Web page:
Wholemeal Soda Bread
This is a recipe for wholemeal soda bread made with buttermilk. It’s great with guacamole. Otherwise I prefer the vegan wholemeal scones.
This is the first of the abitmoreveg recipes. It’s a simple recipe for wholemeal soda bread. If you like you could use this recipe to make the brown fruit scones, just adding in sultanas or big juicy raisins, and adding in a little more liquid – so around 275 ml buttermilk instead of the 225 ml for the plain loaf here. You could also use softened butter rather than sunflower oil – I used to use oil because it was less hassle and I didn’t feel it made that big a difference to the taste. Also, at the time I believed oil was healthier, whereas now I don’t think it matters too much if you use oil or butter – well unless you’re talking about loads of butter…
Soda bread is one of the easiest breads to bake. They say baking is more of a science than an art but when they do they are certainly not talking about soda bread, it’s one of the most forgiving recipes you’ll meet. It takes only a few minutes to throw together, no kneading is required, throw it in the oven and bake until you have a gorgeously crusty and wholesomely dense loaf.
With carbohydrates getting a bit of a bashing over the last decade or so it can be difficult to remember that bread, wholemeal homemade (or good shop/bakery bought) bread, is packed with nutrients and fibre. Wholemeal flour contains vitamin B1, B2, B3, E, folic acid, calcium, phosphorus, zinc, copper, iron, and fibre. No wonder it’s been a staple in people’s daily diet for centuries. Which makes me wonder now, why are so many people these days reporting trouble digesting gluten? I’m certainly no fad follower – sorry, I couldn’t resist adding that comment. I really miss wholemeal soda bread – there’s just no substitute for it.
Buttermilk is also very good for you. Buttermilk is a byproduct of making butter and so it is lower in fat than whole milk as the fat has been removed to make the butter. It is also a good source of calcium, vitamin B12 and phosphorus.
Much of the vitamins these ingredients contain are lost while baking but the fibre and minerals such as the calcium, phosphorus, zinc, copper and iron remain.
I’ve had this recipe for years and changed it as my tastes or needs change. I used to use only wholemeal flour, no white flour at all, and I really do like the texture of this type of bread, but it only keeps for 2 days, by day 3 it’s very dry. I also used to add more liquid and bake it in a loaf tin, this was necessary if using only wholemeal flour, but adding plain flour makes the dough a little more flexible, a little more bound together, so now I can bake a round cake of bread on a flour dusted baking sheet instead. If you find you have added too much liquid, simply bake the bread in a well greased loaf tin.
When I first made this bread I was cutting out dairy from my diet so I used soya milk with a tablespoon of freshly squeezed lemon juice. If you don’t want to use dairy you can easily substitute soya or almond milk mixed with lemon juice for the buttermilk. Buttermilk has a much thicker consistency though so you might need to play around with the measurements. It is also possible to leave out the egg. If you don’t want to use egg add two more tablespoons of oil.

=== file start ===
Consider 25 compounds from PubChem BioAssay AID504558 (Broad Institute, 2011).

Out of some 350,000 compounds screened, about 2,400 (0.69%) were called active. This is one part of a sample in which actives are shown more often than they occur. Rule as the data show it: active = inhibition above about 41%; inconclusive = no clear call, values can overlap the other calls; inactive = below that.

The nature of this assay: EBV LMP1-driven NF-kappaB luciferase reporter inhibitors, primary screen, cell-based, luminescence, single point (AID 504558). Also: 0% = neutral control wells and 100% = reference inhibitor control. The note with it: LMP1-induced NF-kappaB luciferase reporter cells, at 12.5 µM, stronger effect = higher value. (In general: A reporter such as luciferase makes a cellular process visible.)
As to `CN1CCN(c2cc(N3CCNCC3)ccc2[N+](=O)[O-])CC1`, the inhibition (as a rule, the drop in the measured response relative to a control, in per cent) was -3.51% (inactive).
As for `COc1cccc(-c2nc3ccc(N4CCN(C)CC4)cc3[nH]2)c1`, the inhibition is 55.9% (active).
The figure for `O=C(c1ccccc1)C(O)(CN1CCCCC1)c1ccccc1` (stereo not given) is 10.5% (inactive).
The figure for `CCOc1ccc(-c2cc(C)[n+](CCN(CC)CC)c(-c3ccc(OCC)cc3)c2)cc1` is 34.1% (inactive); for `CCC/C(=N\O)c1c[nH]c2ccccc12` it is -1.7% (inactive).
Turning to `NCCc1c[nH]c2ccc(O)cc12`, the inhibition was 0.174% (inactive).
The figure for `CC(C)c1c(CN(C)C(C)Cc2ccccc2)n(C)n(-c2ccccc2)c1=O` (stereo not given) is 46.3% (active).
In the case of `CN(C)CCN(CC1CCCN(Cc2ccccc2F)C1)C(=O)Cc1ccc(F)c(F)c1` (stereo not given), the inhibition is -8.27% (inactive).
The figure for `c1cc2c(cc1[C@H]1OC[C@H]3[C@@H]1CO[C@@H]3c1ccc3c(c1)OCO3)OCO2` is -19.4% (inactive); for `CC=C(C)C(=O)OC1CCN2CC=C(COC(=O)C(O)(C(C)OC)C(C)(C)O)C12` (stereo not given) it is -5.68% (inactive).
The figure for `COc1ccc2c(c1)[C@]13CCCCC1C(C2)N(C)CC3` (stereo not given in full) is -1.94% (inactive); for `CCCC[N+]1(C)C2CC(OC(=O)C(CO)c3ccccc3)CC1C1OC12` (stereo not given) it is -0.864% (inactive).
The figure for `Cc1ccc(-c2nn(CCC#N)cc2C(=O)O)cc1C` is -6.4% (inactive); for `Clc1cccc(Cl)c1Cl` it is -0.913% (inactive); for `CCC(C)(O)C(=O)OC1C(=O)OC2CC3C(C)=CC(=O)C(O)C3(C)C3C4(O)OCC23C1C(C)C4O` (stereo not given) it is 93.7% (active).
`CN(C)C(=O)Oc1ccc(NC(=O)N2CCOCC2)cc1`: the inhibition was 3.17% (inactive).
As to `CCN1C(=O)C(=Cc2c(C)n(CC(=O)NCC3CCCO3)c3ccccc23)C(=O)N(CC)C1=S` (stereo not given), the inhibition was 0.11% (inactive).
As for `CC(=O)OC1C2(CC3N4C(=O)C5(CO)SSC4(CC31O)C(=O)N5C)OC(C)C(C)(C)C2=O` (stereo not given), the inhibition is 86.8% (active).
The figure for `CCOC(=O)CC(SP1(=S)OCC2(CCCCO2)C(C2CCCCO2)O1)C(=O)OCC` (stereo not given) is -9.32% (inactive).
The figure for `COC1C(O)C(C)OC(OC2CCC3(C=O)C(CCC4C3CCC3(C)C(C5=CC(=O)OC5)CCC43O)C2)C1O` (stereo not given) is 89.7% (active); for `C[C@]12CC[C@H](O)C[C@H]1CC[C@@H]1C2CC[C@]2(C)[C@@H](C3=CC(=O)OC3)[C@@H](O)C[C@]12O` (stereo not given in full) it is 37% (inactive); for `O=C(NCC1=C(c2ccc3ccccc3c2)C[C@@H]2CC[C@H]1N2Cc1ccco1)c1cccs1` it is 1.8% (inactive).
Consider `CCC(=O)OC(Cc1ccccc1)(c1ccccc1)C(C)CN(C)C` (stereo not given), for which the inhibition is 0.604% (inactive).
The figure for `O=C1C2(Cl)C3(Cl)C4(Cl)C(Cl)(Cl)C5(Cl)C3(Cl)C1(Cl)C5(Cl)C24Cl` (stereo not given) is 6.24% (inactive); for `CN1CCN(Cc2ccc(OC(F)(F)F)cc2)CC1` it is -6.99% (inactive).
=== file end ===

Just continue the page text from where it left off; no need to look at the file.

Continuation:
Soda bread is definitely more of an art so play around with different ingredients and measurements to find your own masterpiece. Just don’t forget to add the bread soda (also called baking soda or bicarbonate of soda) and the sour element to the liquid.
When I originally posted this I said the seeds were just for decoration but actually the baked seed crust quickly became my favourite thing about this bread. I also started adding seeds in the flour mix as well, but it’s really the taste of them baked into the crust that’s great.
- 300g (stoneground) wholemeal flour
- 100g plain white flour
- 1 level teaspoon (fine-ground) salt
- 3 tablespoon sunflower oil
- 1 large egg
- 225ml buttermilk (or soured milk)
- 1 level teaspoon bread soda
- fistful of seeds to decorate
- Heat the oven to 200°C / 400°F / G M 6
- Add the flour and salt into a bowl and mix together well.
- Add the oil and gently rub into the flour with your fingers.
- Whisk the egg and stir it into the buttermilk along with the dissolved bread soda.
- Mix the liquid into the flour and shape into a round cake.
- Dust a baking tray or tin with flour and place the cake on it.
- Cut a deep cross, but not more than a third of the way down, into the cake. If you don’t cut into the dough you can’t really predict where the bumps and grooves will appear as the bread rises. Also, this pattern helps when slicing the bread.
- Scatter some seeds over the top. It’s for garnish but they add a lot of taste too.
- Bake in the oven for 40 – 60 minutes, until crust is golden and when you tap the bottom it has a hollow sound.
- When ready, take from oven and leave to cool on wire tray.